3. Gives you a sense of accomplishment.

Honestly one of the best parts of a to-do list is crossing stuff off of it!

Why? Idk, I’m not a psychologist, but I do know it feels great! Even if I forget to write something on my to do list, I’ll write it down just so I can mark a line through it.

A confidence boost never hurt anyone, and that’s exactly what you get each time you achieve one of your micro-goals.

4. Makes you feel capable.

This goes back to the fear that comes along with having a lofty mega-goal. You may feel like you can’t possibly achieve what you want to achieve.

Could you really open your own shop? Can you really grow your side hustle to the point where you make a full-time income? Could you really start an online business?

Yes, you can! And you’ll feel like you can accomplish your mega-goal once you start crushing your micro-goals.

5. Helps you manage multiple goals at once.

LZM is for multi-passionate millennials, which means you probably have multiple mega-goals, not just one.

Maybe you have mega-goals for your career and your personal life.

With micro-goals you can manage multiple larger goals more easily.

6. Helps you prioritize and stay organized.

Micro-goals help you keep track of what needs to be done and when.

Instead of focusing on things that aren’t as urgent or important at the time, you can set up your micro-goals to help you focus on what is most pressing.

I’m Sold! How Do I Become a Micro-Goal-Setting Guru?

Have you ever read The 7 Habits of Highly Effective People by Stephen Covey? I read this book while I was in pharmacy school. The second habit habit has always stuck with me:

Begin with the end in mind.

This happens to also be the first and most important step in setting micro-goals so that you can maximize your productivity. You can’t set meaningful micro-goals if you have no idea what your mega-goal is.

Remember, the purpose of micro-goals is to help you ultimately reach your larger, long-term goal. In order to do that, you need to have an idea – even if its only a general idea – of what it is you ultimately want to accomplish.

An Example of How Micro-Goal-Setting Works

Say for example this is your mega-goal:

I will earn $1,000 through my own photography business in the first half of 2018.

Well, that’s awesome, but that’s also going to take a lot of work.

To make sure you’re successful and keep you motivated, you might need to set some smaller monthly goals, and then weekly goals, and then daily goals (aka micro-goals).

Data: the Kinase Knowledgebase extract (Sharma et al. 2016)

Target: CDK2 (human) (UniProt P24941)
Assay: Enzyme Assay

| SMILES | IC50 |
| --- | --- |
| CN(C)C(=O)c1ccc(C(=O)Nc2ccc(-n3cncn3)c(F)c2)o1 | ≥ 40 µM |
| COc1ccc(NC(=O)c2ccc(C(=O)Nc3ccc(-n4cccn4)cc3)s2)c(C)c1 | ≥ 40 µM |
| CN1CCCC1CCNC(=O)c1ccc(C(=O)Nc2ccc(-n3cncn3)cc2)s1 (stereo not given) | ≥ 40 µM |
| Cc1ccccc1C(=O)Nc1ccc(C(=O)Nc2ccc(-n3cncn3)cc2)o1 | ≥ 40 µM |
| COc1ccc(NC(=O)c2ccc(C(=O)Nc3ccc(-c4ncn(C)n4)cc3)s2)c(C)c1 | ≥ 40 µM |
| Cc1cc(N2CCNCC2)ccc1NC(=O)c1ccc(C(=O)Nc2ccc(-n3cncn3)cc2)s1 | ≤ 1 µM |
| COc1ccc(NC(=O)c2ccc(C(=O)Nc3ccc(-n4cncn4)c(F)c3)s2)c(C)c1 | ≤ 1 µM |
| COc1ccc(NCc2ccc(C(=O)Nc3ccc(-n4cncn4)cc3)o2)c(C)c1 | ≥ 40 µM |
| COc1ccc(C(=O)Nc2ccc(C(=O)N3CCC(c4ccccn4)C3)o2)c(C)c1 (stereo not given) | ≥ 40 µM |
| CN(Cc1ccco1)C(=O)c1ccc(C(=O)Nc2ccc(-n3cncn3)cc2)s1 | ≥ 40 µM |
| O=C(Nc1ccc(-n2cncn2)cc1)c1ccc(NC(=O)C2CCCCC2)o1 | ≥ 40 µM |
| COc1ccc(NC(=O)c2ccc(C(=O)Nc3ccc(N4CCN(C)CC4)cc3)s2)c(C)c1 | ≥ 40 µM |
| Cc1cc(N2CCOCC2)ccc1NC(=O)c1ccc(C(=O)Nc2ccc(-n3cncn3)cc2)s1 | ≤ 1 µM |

So what are the smaller monthly goals you could set to help you make 1K from photography?

Perform market research.

Develop a business plan.

Buy equipment.

Create a portfolio.

Network with other photographers.

Book clients.

These smaller goals help make sure you know what is required to accomplish your goal, but these steps are still high-level.

Your micro-goals will help you figure out what you need to do on a weekly & daily basis in order to make all of this happen.

This is where your timeline comes into play. You need to work backwards to figure out how you should divide these tasks in order to achieve your goal in the timeline you set.

This way, you can keep track of the progress you’re making, stay motivated, and prevent yourself from burning out or just saying screw it!

Micro-goal-setting is too much work. Isn’t there an easier way?

At the beginning of this post, I told you that micro-goal-setting saved me several strands of hair, but I didn’t say it was easy. It’s not easy but it’s also not as hard as it may sound.

he never said it would be easy, but you're a winner in the end.

– Maurette Brown Clark
It may take you some time to really think and brainstorm what it is that you want and how you can realistically make that happen. But once you get in the habit of setting micro-goals, you’ll actually free up more of your personal time and achieve your goals more efficiently.
I use to pride myself on being extremely productive. I had a great memory so I could always remember what I was supposed to be working on, and I could sit down and knock something out in one session. But after I had my son, all that went out the window.

Once I started intentionally setting micro-goal-setting, I was able to make time for my family, my full-time job, my blogs, and my other interests.

Now don’t get me wrong, I could still use another 5 hours in a day and at least another 2 days in the week, but the point is that I have time for my #adulting responsibilities and for my creative interests.

How will you take ownership of your time?